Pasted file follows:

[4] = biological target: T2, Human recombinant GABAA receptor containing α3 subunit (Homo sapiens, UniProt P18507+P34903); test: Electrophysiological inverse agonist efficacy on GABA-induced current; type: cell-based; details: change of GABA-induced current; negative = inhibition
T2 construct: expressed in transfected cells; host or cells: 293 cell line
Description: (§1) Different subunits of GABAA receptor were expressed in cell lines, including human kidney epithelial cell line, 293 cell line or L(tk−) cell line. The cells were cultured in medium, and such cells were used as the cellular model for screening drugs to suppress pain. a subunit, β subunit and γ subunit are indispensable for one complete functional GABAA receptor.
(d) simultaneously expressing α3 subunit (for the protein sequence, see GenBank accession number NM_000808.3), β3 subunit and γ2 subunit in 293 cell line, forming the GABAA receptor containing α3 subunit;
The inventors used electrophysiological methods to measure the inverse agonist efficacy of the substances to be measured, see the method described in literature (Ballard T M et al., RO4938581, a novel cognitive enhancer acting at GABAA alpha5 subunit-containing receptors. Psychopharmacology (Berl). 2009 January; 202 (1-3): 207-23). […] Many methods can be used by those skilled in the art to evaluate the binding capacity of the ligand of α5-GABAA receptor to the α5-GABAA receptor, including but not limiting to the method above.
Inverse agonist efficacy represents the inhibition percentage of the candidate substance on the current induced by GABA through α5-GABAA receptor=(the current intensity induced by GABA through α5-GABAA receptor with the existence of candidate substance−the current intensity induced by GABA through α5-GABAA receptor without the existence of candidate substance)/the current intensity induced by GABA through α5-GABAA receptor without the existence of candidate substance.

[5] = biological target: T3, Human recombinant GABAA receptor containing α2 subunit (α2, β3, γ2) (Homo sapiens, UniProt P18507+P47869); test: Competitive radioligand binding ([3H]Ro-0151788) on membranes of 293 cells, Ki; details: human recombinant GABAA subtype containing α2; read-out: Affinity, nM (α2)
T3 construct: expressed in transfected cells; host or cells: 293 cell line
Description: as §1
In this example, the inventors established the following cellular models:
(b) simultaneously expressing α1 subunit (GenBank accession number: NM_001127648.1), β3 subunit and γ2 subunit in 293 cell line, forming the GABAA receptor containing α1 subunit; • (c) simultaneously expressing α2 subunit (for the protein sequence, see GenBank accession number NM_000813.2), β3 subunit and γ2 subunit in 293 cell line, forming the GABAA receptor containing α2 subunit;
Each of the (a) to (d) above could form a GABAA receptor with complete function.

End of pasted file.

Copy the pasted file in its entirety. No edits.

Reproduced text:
[4] = biological target: T2, Human recombinant GABAA receptor containing α3 subunit (Homo sapiens, UniProt P18507+P34903); test: Electrophysiological inverse agonist efficacy on GABA-induced current; type: cell-based; details: change of GABA-induced current; negative = inhibition
T2 construct: expressed in transfected cells; host or cells: 293 cell line
Description: (§1) Different subunits of GABAA receptor were expressed in cell lines, including human kidney epithelial cell line, 293 cell line or L(tk−) cell line. The cells were cultured in medium, and such cells were used as the cellular model for screening drugs to suppress pain. a subunit, β subunit and γ subunit are indispensable for one complete functional GABAA receptor.
(d) simultaneously expressing α3 subunit (for the protein sequence, see GenBank accession number NM_000808.3), β3 subunit and γ2 subunit in 293 cell line, forming the GABAA receptor containing α3 subunit;
The inventors used electrophysiological methods to measure the inverse agonist efficacy of the substances to be measured, see the method described in literature (Ballard T M et al., RO4938581, a novel cognitive enhancer acting at GABAA alpha5 subunit-containing receptors. Psychopharmacology (Berl). 2009 January; 202 (1-3): 207-23). […] Many methods can be used by those skilled in the art to evaluate the binding capacity of the ligand of α5-GABAA receptor to the α5-GABAA receptor, including but not limiting to the method above.
Inverse agonist efficacy represents the inhibition percentage of the candidate substance on the current induced by GABA through α5-GABAA receptor=(the current intensity induced by GABA through α5-GABAA receptor with the existence of candidate substance−the current intensity induced by GABA through α5-GABAA receptor without the existence of candidate substance)/the current intensity induced by GABA through α5-GABAA receptor without the existence of candidate substance.

[5] = biological target: T3, Human recombinant GABAA receptor containing α2 subunit (α2, β3, γ2) (Homo sapiens, UniProt P18507+P47869); test: Competitive radioligand binding ([3H]Ro-0151788) on membranes of 293 cells, Ki; details: human recombinant GABAA subtype containing α2; read-out: Affinity, nM (α2)
T3 construct: expressed in transfected cells; host or cells: 293 cell line
Description: as §1
In this example, the inventors established the following cellular models:
(b) simultaneously expressing α1 subunit (GenBank accession number: NM_001127648.1), β3 subunit and γ2 subunit in 293 cell line, forming the GABAA receptor containing α1 subunit; • (c) simultaneously expressing α2 subunit (for the protein sequence, see GenBank accession number NM_000813.2), β3 subunit and γ2 subunit in 293 cell line, forming the GABAA receptor containing α2 subunit;
Each of the (a) to (d) above could form a GABAA receptor with complete function.